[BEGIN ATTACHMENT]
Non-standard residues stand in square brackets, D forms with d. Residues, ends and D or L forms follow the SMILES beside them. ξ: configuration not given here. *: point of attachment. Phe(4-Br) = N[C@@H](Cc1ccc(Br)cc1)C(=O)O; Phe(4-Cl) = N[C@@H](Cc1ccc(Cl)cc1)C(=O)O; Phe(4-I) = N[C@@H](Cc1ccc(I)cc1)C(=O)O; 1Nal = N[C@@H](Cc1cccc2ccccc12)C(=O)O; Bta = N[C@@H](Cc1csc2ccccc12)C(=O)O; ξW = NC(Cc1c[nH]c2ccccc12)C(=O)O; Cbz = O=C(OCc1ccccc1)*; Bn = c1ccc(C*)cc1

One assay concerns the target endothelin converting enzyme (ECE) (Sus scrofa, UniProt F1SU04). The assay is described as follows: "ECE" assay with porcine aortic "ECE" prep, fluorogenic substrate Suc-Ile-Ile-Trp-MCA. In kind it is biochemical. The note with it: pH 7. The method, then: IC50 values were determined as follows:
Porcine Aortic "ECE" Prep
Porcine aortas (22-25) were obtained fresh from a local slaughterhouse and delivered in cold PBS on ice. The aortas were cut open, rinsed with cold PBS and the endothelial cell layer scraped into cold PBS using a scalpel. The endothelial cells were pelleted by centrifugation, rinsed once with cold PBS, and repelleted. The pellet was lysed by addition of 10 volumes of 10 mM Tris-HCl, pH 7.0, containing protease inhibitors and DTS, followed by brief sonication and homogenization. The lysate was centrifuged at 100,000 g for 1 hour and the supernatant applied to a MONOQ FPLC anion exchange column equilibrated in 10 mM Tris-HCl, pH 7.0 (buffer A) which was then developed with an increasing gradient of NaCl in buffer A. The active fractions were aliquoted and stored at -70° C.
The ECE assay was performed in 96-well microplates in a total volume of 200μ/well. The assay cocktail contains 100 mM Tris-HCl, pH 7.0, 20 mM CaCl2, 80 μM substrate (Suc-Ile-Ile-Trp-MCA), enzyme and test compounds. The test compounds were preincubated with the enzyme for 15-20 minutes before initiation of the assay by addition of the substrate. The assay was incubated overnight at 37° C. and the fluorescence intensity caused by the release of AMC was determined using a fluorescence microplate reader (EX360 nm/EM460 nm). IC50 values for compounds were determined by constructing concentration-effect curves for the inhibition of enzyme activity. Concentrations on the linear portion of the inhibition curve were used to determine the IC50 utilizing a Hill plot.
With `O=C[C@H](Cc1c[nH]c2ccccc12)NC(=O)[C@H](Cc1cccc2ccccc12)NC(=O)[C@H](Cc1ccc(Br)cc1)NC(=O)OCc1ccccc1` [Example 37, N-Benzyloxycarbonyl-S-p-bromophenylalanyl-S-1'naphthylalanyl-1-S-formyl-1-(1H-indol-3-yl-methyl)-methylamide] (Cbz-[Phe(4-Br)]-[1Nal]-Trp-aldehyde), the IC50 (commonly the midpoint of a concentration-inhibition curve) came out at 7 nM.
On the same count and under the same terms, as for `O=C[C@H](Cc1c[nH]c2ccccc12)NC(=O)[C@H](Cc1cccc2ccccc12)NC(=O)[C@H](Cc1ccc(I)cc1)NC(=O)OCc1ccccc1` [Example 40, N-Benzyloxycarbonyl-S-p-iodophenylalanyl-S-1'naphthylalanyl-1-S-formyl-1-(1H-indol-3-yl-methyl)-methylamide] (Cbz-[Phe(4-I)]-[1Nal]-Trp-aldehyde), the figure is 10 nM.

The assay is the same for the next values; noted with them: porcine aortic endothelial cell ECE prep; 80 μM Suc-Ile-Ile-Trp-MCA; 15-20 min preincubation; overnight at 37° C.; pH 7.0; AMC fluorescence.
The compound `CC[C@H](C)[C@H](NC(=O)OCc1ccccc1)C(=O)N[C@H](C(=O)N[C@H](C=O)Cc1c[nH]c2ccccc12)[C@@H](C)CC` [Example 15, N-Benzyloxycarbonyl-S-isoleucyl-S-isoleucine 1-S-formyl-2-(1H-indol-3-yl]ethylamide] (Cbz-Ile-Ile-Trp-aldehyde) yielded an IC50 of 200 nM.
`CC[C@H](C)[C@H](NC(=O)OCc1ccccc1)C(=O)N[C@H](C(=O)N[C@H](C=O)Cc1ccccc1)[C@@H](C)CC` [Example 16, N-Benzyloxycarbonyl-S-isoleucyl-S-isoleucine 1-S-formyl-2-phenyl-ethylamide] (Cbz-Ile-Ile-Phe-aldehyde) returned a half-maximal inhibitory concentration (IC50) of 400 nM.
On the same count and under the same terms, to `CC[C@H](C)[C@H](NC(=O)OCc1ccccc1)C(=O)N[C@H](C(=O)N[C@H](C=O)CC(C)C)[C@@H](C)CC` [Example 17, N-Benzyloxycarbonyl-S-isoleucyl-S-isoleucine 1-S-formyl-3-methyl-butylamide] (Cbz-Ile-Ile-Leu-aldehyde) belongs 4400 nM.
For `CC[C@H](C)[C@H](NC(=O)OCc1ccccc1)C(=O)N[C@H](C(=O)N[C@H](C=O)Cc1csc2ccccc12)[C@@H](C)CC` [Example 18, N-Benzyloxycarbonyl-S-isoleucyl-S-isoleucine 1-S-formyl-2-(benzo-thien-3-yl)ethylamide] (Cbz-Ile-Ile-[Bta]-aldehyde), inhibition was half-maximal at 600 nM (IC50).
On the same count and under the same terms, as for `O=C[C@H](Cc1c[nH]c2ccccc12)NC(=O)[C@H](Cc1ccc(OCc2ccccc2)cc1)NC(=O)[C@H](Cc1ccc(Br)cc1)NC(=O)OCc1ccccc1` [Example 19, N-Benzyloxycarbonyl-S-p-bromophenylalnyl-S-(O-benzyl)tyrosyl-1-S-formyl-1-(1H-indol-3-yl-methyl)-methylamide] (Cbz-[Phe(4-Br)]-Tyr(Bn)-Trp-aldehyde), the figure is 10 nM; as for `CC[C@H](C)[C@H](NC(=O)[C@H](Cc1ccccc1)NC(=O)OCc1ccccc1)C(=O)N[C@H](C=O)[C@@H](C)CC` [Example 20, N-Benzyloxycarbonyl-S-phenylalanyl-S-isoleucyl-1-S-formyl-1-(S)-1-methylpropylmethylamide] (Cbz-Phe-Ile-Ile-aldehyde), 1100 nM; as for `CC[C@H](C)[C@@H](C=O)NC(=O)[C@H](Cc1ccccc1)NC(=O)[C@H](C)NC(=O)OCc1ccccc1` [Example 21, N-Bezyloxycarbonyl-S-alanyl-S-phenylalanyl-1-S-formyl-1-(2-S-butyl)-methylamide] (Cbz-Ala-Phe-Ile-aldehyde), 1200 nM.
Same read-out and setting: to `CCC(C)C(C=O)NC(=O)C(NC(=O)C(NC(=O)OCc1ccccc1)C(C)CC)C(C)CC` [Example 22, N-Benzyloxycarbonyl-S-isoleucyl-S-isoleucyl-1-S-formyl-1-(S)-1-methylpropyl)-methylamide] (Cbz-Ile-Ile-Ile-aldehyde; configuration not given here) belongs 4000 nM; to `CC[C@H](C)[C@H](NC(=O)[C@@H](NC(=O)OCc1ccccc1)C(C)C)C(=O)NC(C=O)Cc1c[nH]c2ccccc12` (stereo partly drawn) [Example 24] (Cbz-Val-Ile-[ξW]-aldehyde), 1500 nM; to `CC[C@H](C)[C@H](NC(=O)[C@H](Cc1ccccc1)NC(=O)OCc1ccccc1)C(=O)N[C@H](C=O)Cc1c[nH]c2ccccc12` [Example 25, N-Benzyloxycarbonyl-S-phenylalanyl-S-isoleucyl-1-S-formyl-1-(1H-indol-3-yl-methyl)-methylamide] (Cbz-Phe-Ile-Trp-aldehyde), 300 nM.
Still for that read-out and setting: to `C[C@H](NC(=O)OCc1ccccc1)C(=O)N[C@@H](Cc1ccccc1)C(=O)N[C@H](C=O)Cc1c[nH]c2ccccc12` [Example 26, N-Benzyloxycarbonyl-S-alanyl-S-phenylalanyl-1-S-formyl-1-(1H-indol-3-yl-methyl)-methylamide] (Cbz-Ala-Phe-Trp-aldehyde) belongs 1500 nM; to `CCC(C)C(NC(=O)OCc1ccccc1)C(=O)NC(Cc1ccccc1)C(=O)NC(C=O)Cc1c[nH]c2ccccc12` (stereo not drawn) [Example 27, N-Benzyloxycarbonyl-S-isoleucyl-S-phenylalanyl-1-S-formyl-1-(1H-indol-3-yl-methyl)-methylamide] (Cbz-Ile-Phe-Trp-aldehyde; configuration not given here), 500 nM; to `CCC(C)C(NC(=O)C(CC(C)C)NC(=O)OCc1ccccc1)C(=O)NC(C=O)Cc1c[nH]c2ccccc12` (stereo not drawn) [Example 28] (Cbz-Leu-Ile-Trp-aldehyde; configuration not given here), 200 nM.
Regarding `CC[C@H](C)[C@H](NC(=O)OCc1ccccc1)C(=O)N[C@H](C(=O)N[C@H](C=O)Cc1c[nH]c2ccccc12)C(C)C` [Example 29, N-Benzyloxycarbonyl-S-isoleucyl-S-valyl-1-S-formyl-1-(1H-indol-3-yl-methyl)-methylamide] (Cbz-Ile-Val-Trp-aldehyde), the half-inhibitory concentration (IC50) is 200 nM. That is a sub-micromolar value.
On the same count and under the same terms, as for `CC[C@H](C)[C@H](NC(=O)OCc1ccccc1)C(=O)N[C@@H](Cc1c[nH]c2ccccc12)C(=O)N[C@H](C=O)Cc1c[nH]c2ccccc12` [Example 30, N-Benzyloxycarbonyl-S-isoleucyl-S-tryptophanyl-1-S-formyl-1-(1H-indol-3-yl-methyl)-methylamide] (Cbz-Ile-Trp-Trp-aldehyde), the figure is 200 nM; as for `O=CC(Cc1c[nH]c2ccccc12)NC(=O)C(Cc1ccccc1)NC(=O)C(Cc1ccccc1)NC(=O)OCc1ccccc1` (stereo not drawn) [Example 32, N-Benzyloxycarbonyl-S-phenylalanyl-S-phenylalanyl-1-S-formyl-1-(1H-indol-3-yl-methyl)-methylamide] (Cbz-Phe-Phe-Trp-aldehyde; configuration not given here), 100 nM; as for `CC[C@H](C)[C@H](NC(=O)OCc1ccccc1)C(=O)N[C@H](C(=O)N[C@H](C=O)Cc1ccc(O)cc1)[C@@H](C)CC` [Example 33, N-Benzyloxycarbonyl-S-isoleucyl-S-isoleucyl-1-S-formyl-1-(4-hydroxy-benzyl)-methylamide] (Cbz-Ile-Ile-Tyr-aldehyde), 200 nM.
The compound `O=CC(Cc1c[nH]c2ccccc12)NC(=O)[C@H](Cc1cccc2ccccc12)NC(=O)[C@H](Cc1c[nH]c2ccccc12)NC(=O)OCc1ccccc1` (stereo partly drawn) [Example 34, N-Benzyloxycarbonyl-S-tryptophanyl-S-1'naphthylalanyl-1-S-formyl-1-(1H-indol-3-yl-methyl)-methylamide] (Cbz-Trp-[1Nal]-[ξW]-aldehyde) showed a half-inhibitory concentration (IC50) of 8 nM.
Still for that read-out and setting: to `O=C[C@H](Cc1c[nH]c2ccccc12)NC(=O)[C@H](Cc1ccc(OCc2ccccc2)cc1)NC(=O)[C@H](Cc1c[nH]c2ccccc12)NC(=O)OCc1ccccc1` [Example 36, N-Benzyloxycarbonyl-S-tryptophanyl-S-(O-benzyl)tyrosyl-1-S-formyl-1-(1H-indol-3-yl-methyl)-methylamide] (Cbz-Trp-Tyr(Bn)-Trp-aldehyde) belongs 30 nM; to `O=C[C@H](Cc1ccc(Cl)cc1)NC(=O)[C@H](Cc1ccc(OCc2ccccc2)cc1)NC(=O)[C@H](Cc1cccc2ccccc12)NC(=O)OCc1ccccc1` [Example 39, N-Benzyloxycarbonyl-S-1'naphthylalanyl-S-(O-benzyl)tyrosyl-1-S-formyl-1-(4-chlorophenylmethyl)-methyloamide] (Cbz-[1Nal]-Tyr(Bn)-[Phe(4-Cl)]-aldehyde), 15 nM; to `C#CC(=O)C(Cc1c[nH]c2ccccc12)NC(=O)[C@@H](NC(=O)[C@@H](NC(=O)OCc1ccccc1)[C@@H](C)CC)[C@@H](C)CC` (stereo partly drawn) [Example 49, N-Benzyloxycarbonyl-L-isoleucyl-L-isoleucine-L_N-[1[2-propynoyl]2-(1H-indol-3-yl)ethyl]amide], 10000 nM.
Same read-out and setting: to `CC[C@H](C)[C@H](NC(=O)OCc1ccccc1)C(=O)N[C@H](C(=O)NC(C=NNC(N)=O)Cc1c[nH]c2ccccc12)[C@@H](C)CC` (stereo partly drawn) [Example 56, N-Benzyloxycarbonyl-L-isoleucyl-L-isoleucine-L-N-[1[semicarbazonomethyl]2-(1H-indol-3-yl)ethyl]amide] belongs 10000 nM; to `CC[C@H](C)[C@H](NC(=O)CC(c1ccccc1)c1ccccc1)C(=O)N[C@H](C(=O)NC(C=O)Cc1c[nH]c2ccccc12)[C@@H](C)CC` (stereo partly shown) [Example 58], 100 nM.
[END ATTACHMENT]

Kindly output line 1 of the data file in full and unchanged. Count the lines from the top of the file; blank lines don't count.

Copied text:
Non-standard residues stand in square brackets, D forms with d. Residues, ends and D or L forms follow the SMILES beside them. ξ: configuration not given here. *: point of attachment. Phe(4-Br) = N[C@@H](Cc1ccc(Br)cc1)C(=O)O; Phe(4-Cl) = N[C@@H](Cc1ccc(Cl)cc1)C(=O)O; Phe(4-I) = N[C@@H](Cc1ccc(I)cc1)C(=O)O; 1Nal = N[C@@H](Cc1cccc2ccccc12)C(=O)O; Bta = N[C@@H](Cc1csc2ccccc12)C(=O)O; ξW = NC(Cc1c[nH]c2ccccc12)C(=O)O; Cbz = O=C(OCc1ccccc1)*; Bn = c1ccc(C*)cc1